A: Natural antioxidants are commonly called Phenolics. They occur in fruits, vegetables, nuts, seeds, leaves, roots, and barks.
Q. Do carrots have antioxidants?
A: Yes carrots are a great source of antioxidants. Their colour is an indicative factor about the amount of antioxidant present in them; the darker the colour of the carrots, the more the antioxidant amount.
Q. Do almonds have antioxidants?
A: Yes, almonds contain antioxidants and therefore protect our bodies from oxidative damage.
Q. Is Lemon an antioxidant?
A: Lemons are rich in Vitamin C. They are also rich in antioxidants that remove free radicals and subsequently prevent cell damage.
Q. What juice is highest in antioxidants?
A: Pomegranate Juice is the best source of antioxidants. Its power is said to be greater than red wine and green tea.
Q. Which vitamin is a natural antioxidant?
A: Vitamin C and Vitamin E are natural antioxidants.
Q. Can antioxidants reverse ageing?
A: While antioxidants do help lessen the signs of ageing, there is no solid research on their ability to reverse ageing.
Q. Is coffee an antioxidant?
A: Coffee is a product rich in antioxidants. It includes polyphenols and hydroxycinnamic acids.
Q. How many antioxidants do we need daily?
A: Measuring unit for antioxidants is ORAC (Oxygen Radical Absorbance Capacity). Researchers suggest a daily intake of 3000-5000 ORAC Units.
Q. How can I increase my antioxidant intake?
A: Drinking enough water and eating Iron-rich foods will increase your daily antioxidant intake. You could also use supplements, but you should use them in moderation.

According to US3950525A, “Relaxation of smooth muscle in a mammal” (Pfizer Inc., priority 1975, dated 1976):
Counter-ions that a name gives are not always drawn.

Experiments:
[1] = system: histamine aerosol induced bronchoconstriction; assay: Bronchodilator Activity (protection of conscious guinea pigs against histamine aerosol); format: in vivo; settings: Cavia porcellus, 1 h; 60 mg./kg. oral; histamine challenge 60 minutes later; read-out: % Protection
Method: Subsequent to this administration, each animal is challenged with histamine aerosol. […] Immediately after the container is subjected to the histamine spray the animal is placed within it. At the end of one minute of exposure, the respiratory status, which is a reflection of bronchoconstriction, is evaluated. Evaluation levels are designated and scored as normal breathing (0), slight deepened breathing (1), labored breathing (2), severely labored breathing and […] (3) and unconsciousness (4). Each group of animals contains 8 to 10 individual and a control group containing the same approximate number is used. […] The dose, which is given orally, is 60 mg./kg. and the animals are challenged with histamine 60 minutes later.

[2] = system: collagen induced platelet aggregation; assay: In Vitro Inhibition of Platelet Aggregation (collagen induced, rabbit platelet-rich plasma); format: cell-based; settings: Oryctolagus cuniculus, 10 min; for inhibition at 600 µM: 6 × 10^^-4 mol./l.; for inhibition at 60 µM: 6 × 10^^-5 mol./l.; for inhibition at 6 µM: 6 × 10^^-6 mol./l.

Q. Is green tea an antioxidant?
A: Yes. Green tea contains a catechin called epigallocatechin-3-gallate (EGCG). Catechins are natural antioxidants that prevent cell damage.
Q. Are Bananas high in antioxidants?
A: Bananas are rich in antioxidants. They contain flavonoids and amines.
Neuroprotective Effect of Antioxidants in the Brain: https://www.ncbi.nlm.nih.gov/pmc/articles/PMC7582347/
Oxidative Stress in Ageing of Hair: https://www.ncbi.nlm.nih.gov/pmc/articles/PMC2929555/
Antioxidant vitamins and cardiovascular disease: https://pubmed.ncbi.nlm.nih.gov/9893151/
Role of green tea as an antioxidant in periodontal disease: The Asian paradox: https://www.ncbi.nlm.nih.gov/pmc/articles/PMC3498696/
‘Superfoods’ Everyone Needs: https://www.webmd.com/diet/features/superfoods-everyone-needs
The total antioxidant content of more than 3100 foods, beverages, spices, herbs and supplements used worldwide: https://pubmed.ncbi.nlm.nih.gov/20096093/
Treatment with kaempferol suppresses breast cancer cell growth caused by estrogen and triclosan in cellular and xenograft breast cancer models: https://pubmed.ncbi.nlm.nih.gov/26878784/
Lutein and Zeaxanthin Isomers in Eye Health and Disease: https://www.ncbi.nlm.nih.gov/pmc/articles/PMC5611842/
Red raspberries have antioxidant effects that play a minor role in the killing of stomach and colon cancer cells: https://pubmed.ncbi.nlm.nih.gov/21130297/
The potential benefits of red beetroot supplementation in health and disease: https://pubmed.ncbi.nlm.nih.gov/25875121/
Antioxidant supplements and mortality: https://pubmed.ncbi.nlm.nih.gov/24241129/